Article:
There was also the issue of tablet users, as this is also a growing segment of our customers base, would this group of users also need a specific version of the website, or would they prefer the mobile or desktop version, this would increase the code base further.

Option 2 – Responsive Website

In 2012, we started looking at our second options of a responsive design. Although there has been a huge take up of responsive design over the last few years, it’s still in its infancy and there’s not a lot of large scale websites built this way, so we hadn’t got a many points of reference in terms of best practices.

The main advantage of having a responsive site is that we would be working with just 1 codebase instead of 2 (or more) like the mobile only approach. The design will then grow or shrink depending on what device you are viewing it on. This meant that any changes we make to the site going forward would just be in one place and work across all devices (alleviating the tablet users problem), allowing quicker innovation, which is very important to us.

At the time we were also looking into creating white label functionality for our promoters, and we decided these templates would form the foundations of our testing for the responsive work.  With the responsive white labels created, we then monitored the conversion rates of purchases made on mobile devices against those made on our non-responsive site, seeing a significant increase which we believed could be transferred to the main skiddle.com website.

With the 2 different approaches tested and the pros and cons considered, we decided that responsive was the best approach, not only to optimise mobile / tablet users, but for any device that allows an internet connection – TV’s, game consoles etc, you’d be surprised what our customers purchases tickets on!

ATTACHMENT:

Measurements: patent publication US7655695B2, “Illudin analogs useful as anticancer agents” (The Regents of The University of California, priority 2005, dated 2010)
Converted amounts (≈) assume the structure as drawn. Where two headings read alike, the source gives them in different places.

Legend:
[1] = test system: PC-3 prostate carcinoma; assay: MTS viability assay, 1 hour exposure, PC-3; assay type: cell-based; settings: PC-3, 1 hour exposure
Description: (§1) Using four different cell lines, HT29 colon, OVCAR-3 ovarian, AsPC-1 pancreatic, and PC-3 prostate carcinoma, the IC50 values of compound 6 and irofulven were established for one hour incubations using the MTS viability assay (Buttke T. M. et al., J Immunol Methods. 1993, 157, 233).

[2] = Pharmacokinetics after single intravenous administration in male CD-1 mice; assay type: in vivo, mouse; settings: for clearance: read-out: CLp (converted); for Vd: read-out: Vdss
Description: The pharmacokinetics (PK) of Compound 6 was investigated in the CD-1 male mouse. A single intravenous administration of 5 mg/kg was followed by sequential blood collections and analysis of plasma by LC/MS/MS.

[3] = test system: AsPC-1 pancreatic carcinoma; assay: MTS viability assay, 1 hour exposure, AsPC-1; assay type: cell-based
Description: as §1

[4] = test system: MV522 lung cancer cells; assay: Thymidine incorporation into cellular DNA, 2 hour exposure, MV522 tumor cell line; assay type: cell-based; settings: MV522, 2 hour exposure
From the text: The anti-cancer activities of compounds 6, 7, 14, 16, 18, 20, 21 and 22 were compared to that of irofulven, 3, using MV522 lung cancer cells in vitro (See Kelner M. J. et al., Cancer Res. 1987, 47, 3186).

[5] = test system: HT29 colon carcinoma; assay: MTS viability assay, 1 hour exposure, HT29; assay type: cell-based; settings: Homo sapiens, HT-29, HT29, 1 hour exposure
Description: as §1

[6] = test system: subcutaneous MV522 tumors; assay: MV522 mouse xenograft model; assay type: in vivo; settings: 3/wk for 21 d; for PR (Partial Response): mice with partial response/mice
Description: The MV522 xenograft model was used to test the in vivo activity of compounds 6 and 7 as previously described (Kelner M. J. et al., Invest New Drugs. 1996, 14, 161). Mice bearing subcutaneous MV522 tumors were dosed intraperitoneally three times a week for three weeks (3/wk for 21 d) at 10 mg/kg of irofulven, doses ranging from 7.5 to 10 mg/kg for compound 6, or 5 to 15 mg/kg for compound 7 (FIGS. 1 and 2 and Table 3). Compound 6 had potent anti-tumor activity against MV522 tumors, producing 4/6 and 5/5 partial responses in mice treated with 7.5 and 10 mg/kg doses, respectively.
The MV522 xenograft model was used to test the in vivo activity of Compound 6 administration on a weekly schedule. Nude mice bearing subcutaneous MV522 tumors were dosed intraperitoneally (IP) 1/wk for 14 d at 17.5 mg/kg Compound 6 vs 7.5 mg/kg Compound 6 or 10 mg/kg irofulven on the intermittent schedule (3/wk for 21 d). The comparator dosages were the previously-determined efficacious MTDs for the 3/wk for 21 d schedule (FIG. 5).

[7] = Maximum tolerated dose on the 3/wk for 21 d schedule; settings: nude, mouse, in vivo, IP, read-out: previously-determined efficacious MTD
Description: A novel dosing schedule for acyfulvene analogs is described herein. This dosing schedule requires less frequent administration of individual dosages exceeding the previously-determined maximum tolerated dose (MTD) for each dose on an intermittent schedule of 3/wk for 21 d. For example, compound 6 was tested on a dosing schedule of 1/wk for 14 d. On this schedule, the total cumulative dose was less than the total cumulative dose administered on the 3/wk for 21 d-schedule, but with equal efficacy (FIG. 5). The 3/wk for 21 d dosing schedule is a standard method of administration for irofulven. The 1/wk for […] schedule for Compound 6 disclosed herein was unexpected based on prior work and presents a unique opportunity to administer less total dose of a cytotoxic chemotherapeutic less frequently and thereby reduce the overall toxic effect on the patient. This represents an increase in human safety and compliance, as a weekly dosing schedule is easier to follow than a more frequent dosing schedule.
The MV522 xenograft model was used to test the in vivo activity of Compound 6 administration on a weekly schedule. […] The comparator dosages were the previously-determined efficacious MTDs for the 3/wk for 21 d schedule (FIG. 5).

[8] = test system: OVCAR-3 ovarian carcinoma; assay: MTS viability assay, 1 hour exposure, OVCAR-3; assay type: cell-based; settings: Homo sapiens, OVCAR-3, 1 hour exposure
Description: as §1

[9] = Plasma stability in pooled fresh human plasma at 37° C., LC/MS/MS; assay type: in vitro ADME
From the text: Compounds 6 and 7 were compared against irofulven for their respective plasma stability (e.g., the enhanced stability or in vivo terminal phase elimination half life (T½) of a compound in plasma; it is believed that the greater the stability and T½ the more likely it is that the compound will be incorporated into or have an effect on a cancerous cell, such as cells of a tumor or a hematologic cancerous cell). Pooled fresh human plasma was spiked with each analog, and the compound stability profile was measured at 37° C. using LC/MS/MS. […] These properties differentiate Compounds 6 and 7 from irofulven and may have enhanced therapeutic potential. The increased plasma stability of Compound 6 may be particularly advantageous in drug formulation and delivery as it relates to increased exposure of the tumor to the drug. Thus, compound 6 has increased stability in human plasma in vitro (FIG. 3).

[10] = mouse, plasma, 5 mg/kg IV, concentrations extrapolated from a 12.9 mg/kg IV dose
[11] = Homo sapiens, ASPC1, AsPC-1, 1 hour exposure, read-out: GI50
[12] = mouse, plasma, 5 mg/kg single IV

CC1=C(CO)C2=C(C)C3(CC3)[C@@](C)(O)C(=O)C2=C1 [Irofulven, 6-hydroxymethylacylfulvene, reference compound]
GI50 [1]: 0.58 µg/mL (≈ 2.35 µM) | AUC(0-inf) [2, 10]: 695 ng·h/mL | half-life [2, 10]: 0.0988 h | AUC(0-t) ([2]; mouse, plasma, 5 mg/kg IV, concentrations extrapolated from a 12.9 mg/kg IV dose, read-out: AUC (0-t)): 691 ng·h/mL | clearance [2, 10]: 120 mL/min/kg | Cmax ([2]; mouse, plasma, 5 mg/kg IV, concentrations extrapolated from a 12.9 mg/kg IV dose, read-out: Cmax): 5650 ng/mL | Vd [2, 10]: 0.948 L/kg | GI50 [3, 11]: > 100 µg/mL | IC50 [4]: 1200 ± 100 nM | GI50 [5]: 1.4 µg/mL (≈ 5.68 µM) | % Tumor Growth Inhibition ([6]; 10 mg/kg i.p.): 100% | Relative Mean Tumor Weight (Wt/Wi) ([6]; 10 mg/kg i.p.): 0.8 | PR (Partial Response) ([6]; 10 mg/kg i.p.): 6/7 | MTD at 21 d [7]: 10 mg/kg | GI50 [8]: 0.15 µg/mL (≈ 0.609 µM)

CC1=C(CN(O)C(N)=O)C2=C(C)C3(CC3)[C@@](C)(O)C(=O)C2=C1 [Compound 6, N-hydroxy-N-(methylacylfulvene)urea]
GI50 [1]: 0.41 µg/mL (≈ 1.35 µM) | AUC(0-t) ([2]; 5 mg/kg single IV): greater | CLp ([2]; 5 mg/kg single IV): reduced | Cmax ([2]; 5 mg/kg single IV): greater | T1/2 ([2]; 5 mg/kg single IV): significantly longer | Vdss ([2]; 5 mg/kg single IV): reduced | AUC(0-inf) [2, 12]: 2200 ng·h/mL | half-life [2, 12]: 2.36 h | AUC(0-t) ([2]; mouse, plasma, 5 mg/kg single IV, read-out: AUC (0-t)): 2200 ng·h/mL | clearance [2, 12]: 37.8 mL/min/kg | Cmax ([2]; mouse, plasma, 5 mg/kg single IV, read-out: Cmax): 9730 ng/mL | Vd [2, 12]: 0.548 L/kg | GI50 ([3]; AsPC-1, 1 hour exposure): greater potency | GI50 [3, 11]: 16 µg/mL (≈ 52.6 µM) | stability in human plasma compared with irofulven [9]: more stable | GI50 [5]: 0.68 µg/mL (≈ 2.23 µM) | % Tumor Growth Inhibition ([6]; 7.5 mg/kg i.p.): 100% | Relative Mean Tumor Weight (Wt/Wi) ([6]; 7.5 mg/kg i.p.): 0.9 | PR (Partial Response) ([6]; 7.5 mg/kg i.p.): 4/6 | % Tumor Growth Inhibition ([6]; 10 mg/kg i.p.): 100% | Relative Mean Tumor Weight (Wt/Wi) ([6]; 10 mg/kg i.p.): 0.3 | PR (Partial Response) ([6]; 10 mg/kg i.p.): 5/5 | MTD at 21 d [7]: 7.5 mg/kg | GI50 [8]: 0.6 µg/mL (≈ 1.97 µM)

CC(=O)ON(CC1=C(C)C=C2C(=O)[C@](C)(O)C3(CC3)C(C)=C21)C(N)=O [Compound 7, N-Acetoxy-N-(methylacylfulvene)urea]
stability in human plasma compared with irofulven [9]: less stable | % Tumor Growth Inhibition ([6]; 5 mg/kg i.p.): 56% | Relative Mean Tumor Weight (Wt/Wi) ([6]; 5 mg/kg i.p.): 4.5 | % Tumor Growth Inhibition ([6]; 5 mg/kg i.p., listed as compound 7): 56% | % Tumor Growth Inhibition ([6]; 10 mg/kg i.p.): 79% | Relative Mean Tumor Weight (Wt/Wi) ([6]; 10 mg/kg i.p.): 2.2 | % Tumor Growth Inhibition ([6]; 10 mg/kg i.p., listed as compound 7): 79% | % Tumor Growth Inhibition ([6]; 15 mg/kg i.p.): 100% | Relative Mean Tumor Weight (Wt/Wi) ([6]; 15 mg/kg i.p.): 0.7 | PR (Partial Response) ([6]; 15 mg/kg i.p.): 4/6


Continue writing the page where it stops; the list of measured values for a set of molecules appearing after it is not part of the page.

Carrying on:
The build and putting live

Now we had chosen the responsive option, we had to devise a plan of action for the development.  With the site having so many different areas – events, festivals, news, city guides, hotels and restaurants (and more!) it would have been unfeasible and taken too long to make the whole site responsive and put live in one go.  With a background in agile development, I devised a development strategy which would mean us converting and putting live the new responsive work in phases. Looking through our analytics data, we split the site up into key areas that drive the most revenue to include in the initial phases.

Along with the responsive redesign, I was keen to implement a progressive enhancement approach.  This approach means starting off with the core information for a page e.g. event details, then layering into the page extras if the customers device can handle it.  The result is a leaner, faster website, from which we can already demonstrates additional ticket sales.

Once the first phase was complete, and tested in the office over a couple of weeks, we were keen to put the site live.  Using an A/B testing tool, we could send a percentage of users through to the new website to compare ticket purchases.  We were expecting positive results for customers using mobile / tablet devices, and a 32% increase in conversions showed this, but the bigger surprise was the 20% increase from customers using desktop devices – even though for desktop the design had changed very little (most people couldn’t tell the difference), so this must be down to the website being leaner and quicker to load!

Happy with the results, we switched the website over at the start of last the week, with the events section of the website now fully responsive, we have since moved over the news area with the hotels, restaurants and festivals sections moving over in the coming months.

Below are some comparisons of how the old (images to the left) and new (images on the right) website looks on various devices.


compare listings page


[a tip of the hat to the folks at placeit.net for the awesome image generator]